Obama Calls For Meeting Ahead Of Budget Cuts
President Barack Obama has set up a meeting with congressional leaders to discuss the $85bn in mandatory spending cuts that are scheduled to kick in later this week.
The meeting was called after a divided Congress officially missed the deadline for averting the cuts to defence and other programmes, which had been designed to be so ugly that Washington would be forced to avoid them.
It will be the first face-to-face meeting between Mr Obama and Republican leaders this year.
Prior to the White House announcement, there appeared to be no talks underway to find a better way to tackle the country's $11.7trn debt.
Some opposition Republicans seemed ready to let the cuts take effect and let attention turn to an even more worrying fiscal deadline at the end of March - a possible government shutdown.
It is hardly the scenario Mr Obama promised as he ran for re-election last year and tried to convince voters that Washington would be a different place in his second term.
Senate Republican Leader Mitch McConnell said the White House meeting is a chance to address ways to reduce government spending. He said Americans will not accept more taxes as part of a deal to avert the cuts.
Experts believe the standoff is already slowing the fragile economy's recovery from the recent recession.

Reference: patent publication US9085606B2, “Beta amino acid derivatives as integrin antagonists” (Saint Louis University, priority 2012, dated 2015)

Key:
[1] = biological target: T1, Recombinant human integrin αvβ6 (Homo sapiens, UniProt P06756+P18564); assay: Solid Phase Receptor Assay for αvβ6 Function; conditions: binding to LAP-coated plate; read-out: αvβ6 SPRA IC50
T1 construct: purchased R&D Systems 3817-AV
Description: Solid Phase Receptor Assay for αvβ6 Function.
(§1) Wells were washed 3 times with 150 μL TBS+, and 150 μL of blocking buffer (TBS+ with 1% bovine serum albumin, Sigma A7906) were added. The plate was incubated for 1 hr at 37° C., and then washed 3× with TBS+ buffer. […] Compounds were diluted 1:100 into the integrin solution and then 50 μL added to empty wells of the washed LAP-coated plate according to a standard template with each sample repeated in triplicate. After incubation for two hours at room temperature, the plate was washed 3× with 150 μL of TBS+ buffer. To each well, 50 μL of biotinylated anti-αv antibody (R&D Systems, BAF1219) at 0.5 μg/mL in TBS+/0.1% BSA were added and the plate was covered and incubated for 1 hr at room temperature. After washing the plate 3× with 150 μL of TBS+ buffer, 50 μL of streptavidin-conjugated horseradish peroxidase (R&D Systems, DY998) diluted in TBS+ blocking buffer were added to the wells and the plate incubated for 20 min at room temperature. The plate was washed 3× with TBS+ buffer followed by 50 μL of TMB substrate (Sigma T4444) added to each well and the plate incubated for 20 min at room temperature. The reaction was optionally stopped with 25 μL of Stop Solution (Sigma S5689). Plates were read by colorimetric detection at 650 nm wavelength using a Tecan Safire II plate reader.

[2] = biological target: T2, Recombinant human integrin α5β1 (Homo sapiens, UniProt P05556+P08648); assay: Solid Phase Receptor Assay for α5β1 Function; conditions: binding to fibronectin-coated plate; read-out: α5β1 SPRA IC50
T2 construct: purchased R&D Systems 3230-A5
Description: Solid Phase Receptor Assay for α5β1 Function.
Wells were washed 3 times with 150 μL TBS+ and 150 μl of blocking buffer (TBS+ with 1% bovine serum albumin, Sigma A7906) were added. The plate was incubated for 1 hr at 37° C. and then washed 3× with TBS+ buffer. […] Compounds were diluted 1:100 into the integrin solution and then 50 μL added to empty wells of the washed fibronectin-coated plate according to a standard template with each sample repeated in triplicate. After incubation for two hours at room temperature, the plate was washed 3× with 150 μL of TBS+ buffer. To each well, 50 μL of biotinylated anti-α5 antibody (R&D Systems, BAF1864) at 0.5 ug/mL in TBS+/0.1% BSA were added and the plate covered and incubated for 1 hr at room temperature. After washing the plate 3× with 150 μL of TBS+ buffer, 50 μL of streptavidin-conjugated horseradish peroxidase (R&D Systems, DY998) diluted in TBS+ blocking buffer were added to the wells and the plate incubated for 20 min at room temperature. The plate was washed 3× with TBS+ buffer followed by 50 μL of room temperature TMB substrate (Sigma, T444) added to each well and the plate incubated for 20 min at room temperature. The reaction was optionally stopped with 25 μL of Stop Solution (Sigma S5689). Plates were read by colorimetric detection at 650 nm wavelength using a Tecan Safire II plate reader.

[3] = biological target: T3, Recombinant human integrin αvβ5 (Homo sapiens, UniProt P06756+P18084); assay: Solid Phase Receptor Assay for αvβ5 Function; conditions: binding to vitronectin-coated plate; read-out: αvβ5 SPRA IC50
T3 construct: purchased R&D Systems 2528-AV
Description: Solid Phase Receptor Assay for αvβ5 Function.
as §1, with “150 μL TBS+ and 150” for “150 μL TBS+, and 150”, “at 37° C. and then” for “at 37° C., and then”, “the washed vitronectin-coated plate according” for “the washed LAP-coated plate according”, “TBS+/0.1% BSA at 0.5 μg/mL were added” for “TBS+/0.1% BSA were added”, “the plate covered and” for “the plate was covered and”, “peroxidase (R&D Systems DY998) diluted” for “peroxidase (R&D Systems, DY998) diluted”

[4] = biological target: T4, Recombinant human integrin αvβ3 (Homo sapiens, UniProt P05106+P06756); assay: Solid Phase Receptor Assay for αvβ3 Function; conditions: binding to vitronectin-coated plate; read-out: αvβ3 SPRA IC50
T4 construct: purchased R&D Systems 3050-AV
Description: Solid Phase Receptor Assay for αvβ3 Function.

Americans appear exhausted by the march of fiscal crises. Three out of four say they are not following the spending cuts issue very closely, according to a Pew Research Centre poll released this week.
Efforts to close the budget gap have been hurt by Republicans' refusal to accept new tax increases and Democrats' insistence that any spending cuts be matched by tax increases.
The spending cuts would carve $85bn from the US budget through the end of the fiscal year at the end of September, and $1.2trn over the next decade.
Economists agree that policymakers should delay the deep cuts until the economy has strengthened, but they say lawmakers should come up with a realistic long-term plan to fix the debt as soon as possible.
The country's deficits have exceeded $1trn the past four years.
Mr Obama warned that the government-wide cuts could hurt military readiness and called the move a "self-inflicted wound that doesn't have to happen".
But some opposition Republicans see the battle as their best opportunity to stand their ground and exact deep spending cuts from the president - even if it means taking money from the Defence Department, a step Republican lawmakers have traditionally opposed.